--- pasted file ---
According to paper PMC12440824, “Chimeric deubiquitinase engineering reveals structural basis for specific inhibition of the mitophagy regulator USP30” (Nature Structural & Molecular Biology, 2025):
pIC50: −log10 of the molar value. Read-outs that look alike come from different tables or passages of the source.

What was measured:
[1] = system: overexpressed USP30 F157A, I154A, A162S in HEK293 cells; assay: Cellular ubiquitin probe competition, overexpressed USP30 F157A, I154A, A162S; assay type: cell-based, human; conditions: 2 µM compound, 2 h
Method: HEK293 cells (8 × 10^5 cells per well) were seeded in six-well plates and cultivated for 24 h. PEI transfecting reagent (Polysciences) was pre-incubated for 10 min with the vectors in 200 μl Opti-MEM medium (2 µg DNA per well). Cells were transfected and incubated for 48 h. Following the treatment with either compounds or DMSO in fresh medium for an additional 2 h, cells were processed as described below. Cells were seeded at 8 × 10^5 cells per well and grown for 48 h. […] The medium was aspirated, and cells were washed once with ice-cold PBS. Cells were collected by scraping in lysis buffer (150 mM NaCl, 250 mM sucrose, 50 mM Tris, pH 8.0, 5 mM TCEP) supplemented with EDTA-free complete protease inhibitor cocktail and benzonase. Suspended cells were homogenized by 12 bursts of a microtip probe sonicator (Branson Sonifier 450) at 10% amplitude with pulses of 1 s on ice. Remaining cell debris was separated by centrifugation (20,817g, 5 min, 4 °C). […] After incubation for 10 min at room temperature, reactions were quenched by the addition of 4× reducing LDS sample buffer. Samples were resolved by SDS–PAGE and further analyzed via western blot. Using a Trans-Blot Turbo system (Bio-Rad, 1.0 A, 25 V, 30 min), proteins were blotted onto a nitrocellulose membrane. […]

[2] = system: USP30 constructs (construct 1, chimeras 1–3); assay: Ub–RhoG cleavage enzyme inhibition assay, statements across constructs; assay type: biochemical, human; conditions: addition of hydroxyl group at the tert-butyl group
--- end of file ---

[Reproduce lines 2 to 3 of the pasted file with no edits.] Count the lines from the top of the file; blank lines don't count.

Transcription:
pIC50: −log10 of the molar value. Read-outs that look alike come from different tables or passages of the source.

What was measured: